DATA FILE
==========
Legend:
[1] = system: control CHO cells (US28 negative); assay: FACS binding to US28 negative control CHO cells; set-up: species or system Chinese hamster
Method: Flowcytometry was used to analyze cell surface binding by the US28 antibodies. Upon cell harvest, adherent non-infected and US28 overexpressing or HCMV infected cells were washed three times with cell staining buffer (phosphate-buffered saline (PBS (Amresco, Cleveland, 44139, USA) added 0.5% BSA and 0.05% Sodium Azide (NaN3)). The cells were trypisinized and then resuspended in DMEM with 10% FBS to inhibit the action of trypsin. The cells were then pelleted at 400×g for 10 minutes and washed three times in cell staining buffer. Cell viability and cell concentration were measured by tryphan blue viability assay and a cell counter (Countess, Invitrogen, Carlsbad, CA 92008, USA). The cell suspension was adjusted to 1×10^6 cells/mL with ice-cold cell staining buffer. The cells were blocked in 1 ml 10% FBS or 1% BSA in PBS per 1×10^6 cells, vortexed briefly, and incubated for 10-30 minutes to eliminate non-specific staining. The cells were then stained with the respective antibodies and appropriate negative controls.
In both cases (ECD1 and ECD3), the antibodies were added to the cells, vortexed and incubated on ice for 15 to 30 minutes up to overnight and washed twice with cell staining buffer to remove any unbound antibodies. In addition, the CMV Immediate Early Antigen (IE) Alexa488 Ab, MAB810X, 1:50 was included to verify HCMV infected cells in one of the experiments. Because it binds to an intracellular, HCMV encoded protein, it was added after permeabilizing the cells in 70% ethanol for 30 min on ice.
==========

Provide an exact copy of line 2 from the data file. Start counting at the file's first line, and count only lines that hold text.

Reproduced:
[1] = system: control CHO cells (US28 negative); assay: FACS binding to US28 negative control CHO cells; set-up: species or system Chinese hamster